One sticking point that may save Amazon from losing customers to other cloud computing services is its ability to cut prices for services when it needs to. With a net operating cash flow of $3.9 billion (based on 2011 annual financials), the company has the means to slash prices of goods and services to remain competitive.
What's interesting to note here is that even though the company continues to show a profit each year and has a healthy operating cash flow, its cost of goods sold (COGS) is very high, absorbing much of the company's earnings. For example, in 2011, Amazon earned $48.08 billion in sales revenue, but spent $38.44 billion in COGS. As a result, its net income was just $631 million.
This means that much of what the company brings in, it also spends to maintain steady sales and revenue. This requires a delicate balance and careful monitoring of operating cash flow and costs in general. Investors should pay close attention to quarterly financials and reports about upcoming business decisions concerning the future of the company, as any misstep could cost Amazon and its shareholders a lot of money.
New Business Ventures
While Amazon has been suffering some setbacks in cloud computing, the company recently reported that it will manufacture its first smartphone. Coming off the success of the Kindle Fire, Amazon hopes this product will be just as or even more successful. But with other heavy competitors in the ring, including Google and Apple (AAPL), this may be the tipping point investors need to watch out for when it comes to that delicate balance of sales/revenue vs. COGS.
Apple, meanwhile, is set to release a smaller version of its iPad. It has been estimated that the company may sell up to 6 million smaller devices by the end of the year. This could affect future sales of Kindle, Google tablets and the smartphone market as people may put off upgrading their current device in favor of upgrading to a smaller iPad instead.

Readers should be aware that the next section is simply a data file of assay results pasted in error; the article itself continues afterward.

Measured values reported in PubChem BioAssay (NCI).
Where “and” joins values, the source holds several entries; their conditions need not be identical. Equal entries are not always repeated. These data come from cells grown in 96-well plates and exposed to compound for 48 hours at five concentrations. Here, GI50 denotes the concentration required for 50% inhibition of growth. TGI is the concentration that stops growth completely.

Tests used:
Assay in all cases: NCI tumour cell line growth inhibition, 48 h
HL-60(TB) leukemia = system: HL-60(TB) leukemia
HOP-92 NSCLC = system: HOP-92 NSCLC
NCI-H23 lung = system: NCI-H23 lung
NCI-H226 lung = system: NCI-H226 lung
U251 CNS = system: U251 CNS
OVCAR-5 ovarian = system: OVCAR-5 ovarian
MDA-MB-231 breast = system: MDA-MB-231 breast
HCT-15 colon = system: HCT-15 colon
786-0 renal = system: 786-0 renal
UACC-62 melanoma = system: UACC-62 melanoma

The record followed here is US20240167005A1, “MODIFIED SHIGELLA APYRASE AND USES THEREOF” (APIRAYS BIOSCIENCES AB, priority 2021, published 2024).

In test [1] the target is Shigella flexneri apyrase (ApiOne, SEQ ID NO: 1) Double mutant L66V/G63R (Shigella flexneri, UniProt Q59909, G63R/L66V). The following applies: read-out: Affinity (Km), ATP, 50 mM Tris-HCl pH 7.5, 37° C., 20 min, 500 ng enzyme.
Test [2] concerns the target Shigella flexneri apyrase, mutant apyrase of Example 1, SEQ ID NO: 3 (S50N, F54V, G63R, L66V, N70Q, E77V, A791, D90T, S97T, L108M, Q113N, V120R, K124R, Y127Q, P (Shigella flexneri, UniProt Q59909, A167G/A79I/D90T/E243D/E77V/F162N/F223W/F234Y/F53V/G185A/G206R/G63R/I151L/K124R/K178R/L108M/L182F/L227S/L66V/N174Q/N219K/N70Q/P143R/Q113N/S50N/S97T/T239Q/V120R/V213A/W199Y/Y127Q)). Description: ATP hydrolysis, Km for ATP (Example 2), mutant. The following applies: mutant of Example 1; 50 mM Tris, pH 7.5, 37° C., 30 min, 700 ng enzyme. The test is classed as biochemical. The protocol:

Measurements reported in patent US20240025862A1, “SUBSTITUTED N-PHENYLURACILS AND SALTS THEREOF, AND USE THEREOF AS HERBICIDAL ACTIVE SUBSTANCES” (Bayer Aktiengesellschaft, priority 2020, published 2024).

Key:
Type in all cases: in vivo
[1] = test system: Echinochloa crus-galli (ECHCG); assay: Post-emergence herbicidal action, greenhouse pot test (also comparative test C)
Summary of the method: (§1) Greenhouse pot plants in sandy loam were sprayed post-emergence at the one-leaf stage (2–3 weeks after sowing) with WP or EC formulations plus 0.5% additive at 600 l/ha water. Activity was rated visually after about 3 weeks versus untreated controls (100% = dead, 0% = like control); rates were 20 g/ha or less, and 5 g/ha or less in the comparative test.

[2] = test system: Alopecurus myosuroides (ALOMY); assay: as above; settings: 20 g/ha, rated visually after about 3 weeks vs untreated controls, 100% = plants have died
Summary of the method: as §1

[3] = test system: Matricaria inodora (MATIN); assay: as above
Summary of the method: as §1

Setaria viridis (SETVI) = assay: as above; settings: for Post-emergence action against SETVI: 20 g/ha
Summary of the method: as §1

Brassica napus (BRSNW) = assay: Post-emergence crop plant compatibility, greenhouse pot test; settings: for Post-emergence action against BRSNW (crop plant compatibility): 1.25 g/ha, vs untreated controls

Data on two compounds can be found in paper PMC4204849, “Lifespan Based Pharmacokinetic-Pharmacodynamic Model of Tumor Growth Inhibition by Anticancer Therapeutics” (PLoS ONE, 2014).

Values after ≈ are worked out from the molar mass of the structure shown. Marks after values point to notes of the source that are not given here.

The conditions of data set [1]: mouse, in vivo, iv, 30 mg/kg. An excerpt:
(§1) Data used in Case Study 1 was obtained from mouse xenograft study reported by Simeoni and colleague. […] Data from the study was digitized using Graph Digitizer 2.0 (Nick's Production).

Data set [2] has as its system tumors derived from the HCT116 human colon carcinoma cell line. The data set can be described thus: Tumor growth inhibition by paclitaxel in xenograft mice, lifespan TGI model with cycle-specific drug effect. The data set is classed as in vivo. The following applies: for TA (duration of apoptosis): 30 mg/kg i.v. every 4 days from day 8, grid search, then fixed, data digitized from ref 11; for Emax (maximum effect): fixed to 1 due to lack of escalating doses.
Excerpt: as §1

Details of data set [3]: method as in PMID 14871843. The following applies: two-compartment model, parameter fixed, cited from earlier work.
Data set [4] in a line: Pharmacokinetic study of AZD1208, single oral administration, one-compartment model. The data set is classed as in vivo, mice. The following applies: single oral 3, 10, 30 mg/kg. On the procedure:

In addition to entering highly competitive markets, including tablet and smartphones, Amazon is also producing original content for its Amazon Instant Video online streaming service. This will allow the company to compete more aggressively with other streaming media giants like Netflix (NFLX).
With new projects on the horizon, Amazon's cloud computing issues seem small in comparison. But what investors need to consider is the overall picture. Even though creating new and innovative products and services may boost the stock price temporarily, if these goods and services fail to provide quality Internet connections, phone service or fail to entertain consumers, the stock price will eventually fall. For more aggressive investors, Amazon remains a great play. I think the company has some amazing products and services that may require a bit more monitoring, but nonetheless, these services are competitive, and very valuable to consumers.
More conservative investors may believe that reducing their stake or pulling out completely for now is a good decision. In the long-run, however, I think Amazon will continue to generate profits for investors who enjoy taking risks and going along for the ride.